As Lee Smolin explains in his new book, Einstein’s Unfinished Revolution, this turns out to not be the case at the smallest of scales. When you start asking what matter is made of—atoms, protons, electrons, photons, quarks, etc.—a new type of physics is required, quantum physics. Quantum mechanics was invented in the early twentieth century to explain quantum physics, and seeks to describe how quantum particles behave and interact with each other.

Continue reading “Philosophy Meets Physics: The Competing Interpretations of Quantum Mechanics”

Philosophy As a Way of LifePhilosophy has evolved over the course of its history in such a way as to have essentially split into two distinct disciplines: 1) philosophy as a way of life, and 2) philosophy as a technical discipline.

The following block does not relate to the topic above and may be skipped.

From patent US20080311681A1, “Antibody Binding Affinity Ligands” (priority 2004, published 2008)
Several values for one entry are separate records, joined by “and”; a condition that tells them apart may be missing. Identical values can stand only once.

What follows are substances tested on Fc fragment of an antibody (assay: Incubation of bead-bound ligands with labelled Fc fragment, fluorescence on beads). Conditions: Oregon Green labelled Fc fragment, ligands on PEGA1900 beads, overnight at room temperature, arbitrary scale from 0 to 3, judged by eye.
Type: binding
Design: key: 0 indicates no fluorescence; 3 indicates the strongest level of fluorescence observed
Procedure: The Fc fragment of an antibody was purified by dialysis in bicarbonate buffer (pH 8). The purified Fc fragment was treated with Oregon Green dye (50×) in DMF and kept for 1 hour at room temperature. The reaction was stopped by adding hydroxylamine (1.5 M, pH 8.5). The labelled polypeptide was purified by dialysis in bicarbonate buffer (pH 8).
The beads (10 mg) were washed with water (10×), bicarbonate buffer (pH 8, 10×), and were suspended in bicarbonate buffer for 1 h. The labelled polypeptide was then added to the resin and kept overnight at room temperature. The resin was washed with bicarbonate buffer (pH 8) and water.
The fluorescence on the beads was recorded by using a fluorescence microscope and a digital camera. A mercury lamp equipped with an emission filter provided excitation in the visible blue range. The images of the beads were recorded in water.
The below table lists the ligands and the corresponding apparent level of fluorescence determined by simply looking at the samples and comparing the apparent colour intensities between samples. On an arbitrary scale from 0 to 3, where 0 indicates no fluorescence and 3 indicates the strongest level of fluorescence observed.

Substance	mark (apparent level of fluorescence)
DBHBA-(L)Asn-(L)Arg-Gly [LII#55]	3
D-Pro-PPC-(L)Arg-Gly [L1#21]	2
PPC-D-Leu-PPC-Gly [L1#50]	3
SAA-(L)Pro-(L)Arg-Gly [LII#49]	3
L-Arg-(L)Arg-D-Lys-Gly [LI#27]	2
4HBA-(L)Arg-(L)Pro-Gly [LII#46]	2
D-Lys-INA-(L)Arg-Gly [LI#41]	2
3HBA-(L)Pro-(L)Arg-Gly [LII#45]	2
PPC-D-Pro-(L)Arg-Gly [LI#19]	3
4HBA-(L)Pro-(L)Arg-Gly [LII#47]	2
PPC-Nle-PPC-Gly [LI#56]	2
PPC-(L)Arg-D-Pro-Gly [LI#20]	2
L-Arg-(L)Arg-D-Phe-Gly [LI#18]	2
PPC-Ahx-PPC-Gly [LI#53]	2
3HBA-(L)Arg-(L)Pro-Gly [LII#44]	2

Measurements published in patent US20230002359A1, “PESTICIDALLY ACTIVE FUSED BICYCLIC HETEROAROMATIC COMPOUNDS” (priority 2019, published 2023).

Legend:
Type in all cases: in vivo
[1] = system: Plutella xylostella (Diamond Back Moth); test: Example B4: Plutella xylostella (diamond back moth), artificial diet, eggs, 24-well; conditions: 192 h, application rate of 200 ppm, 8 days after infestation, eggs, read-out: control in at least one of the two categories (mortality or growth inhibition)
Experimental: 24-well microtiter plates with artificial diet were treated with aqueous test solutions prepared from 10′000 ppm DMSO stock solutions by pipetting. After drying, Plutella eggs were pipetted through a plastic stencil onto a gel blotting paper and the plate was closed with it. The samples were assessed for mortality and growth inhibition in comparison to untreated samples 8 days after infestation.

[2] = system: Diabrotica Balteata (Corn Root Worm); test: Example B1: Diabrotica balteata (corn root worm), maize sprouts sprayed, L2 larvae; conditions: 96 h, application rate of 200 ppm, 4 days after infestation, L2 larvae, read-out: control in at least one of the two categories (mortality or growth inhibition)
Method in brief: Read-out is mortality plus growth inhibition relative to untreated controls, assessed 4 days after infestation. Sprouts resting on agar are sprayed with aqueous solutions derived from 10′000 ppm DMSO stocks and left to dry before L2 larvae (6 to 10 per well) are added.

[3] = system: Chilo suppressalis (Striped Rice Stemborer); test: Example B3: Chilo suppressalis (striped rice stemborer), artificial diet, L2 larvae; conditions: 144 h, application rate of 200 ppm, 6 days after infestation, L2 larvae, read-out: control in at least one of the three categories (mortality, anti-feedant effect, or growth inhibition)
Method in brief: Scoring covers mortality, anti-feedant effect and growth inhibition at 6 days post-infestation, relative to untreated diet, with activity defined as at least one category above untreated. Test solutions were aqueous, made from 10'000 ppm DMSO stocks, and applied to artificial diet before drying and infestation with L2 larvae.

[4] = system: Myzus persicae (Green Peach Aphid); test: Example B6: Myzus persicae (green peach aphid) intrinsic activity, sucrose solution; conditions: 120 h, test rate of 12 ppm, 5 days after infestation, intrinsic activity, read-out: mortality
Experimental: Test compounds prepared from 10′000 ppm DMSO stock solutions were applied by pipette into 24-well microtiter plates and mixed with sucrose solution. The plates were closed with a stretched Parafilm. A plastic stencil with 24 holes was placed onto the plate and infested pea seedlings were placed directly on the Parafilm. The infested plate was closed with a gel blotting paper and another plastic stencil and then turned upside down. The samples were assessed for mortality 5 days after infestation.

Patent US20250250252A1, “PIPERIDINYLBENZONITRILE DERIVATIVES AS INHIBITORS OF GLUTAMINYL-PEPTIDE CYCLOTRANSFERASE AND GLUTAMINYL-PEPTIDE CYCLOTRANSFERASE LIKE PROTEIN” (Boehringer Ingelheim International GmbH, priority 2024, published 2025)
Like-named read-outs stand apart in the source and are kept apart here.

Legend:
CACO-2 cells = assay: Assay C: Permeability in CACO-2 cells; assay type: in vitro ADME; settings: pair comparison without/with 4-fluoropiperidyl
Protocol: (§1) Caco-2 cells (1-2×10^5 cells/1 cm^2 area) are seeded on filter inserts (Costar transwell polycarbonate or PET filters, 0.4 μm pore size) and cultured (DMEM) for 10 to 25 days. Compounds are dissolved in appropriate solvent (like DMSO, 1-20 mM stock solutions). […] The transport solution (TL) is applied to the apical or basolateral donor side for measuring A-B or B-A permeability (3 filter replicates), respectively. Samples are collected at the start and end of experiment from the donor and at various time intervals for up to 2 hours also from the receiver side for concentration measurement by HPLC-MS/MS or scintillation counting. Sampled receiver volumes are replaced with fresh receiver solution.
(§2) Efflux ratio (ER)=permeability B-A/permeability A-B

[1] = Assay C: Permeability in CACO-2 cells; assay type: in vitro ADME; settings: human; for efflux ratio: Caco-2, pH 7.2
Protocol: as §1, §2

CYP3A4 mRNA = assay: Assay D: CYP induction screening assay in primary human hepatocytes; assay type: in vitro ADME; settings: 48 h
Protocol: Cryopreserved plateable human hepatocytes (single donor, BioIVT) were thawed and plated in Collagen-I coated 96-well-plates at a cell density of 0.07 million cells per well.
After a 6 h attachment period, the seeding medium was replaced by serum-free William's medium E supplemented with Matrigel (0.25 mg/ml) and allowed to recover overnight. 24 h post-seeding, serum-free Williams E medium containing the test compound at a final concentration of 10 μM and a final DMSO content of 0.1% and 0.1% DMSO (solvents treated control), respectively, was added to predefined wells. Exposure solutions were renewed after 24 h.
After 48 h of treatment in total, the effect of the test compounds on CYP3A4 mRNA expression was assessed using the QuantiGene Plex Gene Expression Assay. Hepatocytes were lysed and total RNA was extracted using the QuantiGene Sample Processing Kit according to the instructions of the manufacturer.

At its inception, in ancient Greece, philosophy was practiced, not simply studied. That meant, for example, that you did not collect arguments piecemeal from different sources and present them for rhetorical effect—this, to the Greeks, was nothing more than sophistry.

Instead, you immersed yourself within a particular school, internalizing a unique perspective by which you could orient your place in the world and practice living the good life. If you were a Platonist or a Stoic, you lived as a Platonist or Stoic, applying the relevant principles and developing the habits of mind that built your character according to the ideals of the school.

Continue reading “Pierre Hadot on Practicing Philosophy as a Way of Life”